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davidmarsden
davidmarsden

@Denny @pratik @samjc @davidmarsden @kimberley_rose Biden could start by upholding the "rules based international order" we hear about so often. He could stop funding Israel all together, or at least stop sending Israel more arms while they are committing plausible genocide. He could stop vetoing United Nations votes for a ceasefire. Just a couple of ideas off the top of my head.

In international law, the Palestinian people do have the legal right armed resistance against the Israeli occupation of their land. In international law, a state which occupies another does not have the legal right to self-defence. Of course, that doesn't mean Israel had no right to protect its citizens on October 7th. But what it has done since has gone way beyond self-defence.

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pratik
pratik

@davidmarsden @Denny @samjc @kimberley_rose

He could stop funding Israel altogether, or at least stop sending Israel more arms while they are committing plausible genocide.

That's Congress' job. They have been doing great at holding up Ukraine's funding. I don't know if you also support that, but it's been a great political tactic at achieving that aim.

He could stop vetoing United Nations votes for a ceasefire.

We talked about this. The ceasefire resolution that needs U.S. support hinges on the release of the Israeli hostages taken on Oct.7th. That said, this is the draft deal that's currently being negotiated between Israel and Hamas, with Egypt, Qatar, and the U.S. involved. Are you in favor of this?

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davidmarsden
davidmarsden

@pratik @davidmarsden @Denny @samjc @kimberley_rose Biden hasn't bypassed Congress?

For what it's worth, I'm in favour of a permanent ceasefire and an end to the illegal Israeli occupation.

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pratik
pratik

@davidmarsden

covering a $147.5 million sale for equipment, including fuses, charges and primers, that is needed to make the 155 mm shells that Israel has already purchased function.

I wonder how a Republican-led bill to provide $17.6 billion failed.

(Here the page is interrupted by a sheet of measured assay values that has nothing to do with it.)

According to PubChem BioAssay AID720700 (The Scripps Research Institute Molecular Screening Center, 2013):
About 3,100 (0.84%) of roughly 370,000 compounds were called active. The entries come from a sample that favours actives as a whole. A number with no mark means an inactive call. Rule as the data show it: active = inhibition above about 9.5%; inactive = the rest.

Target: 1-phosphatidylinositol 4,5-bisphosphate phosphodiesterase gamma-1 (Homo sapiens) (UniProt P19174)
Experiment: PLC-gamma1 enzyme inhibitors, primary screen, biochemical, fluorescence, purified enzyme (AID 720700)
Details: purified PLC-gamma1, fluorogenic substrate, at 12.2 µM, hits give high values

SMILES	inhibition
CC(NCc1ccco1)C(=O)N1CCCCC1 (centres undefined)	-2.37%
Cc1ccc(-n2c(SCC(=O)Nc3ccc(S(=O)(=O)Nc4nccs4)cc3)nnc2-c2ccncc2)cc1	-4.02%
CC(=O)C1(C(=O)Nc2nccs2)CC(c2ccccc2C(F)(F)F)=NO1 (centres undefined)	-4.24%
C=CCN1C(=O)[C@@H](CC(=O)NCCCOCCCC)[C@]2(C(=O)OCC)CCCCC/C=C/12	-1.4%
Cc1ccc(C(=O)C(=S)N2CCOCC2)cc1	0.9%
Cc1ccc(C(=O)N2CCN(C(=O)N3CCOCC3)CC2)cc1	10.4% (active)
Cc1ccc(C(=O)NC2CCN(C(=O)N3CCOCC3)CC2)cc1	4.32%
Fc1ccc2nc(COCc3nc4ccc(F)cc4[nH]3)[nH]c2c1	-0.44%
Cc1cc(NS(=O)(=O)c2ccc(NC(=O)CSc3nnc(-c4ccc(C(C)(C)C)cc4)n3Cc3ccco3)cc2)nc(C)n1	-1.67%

I don't know what you mean by a permanent ceasefire. Didn't that exist before Oct.7th?

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Denny
Denny

@pratik @davidmarsden @samjc @kimberley_rose Agreed with both of David's responses. However you want to frame it, the point is, Biden and Congress should withdraw support for Israel immediately. It's been breaking the law since far before October 7.

Just adding that I'm also in favor of a permanent ceasefire and end to Israel's illegal operation. The temporary ceasefire would be a step in the right direction but should be permanent. From what I've gathered in recent weeks the ceasefire you're referring to is to be temporary and Israel's leadership has made it clear by their actions (and statements) thus far that they intend to continue violating international law as soon as any temporary ceasefire expires.

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Denny
Denny

@pratik @davidmarsden @samjc @kimberley_rose

I don't know what you mean by a permanent ceasefire. Didn't that exist before Oct.7th?

To answer that I'll refer you to the statements made in this thread regarding the past several decades of Israel's repeated violation of international law. Your suggestion assumes that Israel has been peaceful and clearly demonstrates your bias in favor of Israel.

It should not have to be repeatedly pointed out to you the role Israel and the United States have played in creating the current situation.

I'll say it again: Decades of land theft, unlawful imprisonment, apartheid and overwhelming, one sided violence.

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davidmarsden
davidmarsden

@Denny @pratik @davidmarsden @samjc @kimberley_rose The Israeli occupation of Palestine is illegal in international law, and an ongoing violent action for 75 years. So, no there wasn't a permanent ceasefire before Oct 7th. I already mentioned it, but Palestinians have tried peaceful resistance and been met with the same overwhelming Israeli violence from bullets and bombs funded and provided in the main by the US.

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pratik
pratik

@davidmarsden @Denny So basically, Biden has to solve the Israel-Gaza crisis that has been going on for 75 years before November and the issue that several before him have failed to solve? I don't think this has been a serious discussion so I'm going to bow out. Good luck in your efforts. I'm going to focus my attention and outrage on preserving democracy in the country I'm living in now.

@samjc @kimberley_rose

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Denny
Denny

@pratik @davidmarsden I doubt anyone expects him to solve a 75 year old problem, no. But he would have a great deal of national and international support if he and Congress took the step of defusing the current crisis by immediately halting US support of Israel and calling for a ceasefire.

@samjc @kimberley_rose

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amerpie
amerpie

@pratik plus one

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pratik
pratik

@amerpie I have to ask for which part 🙃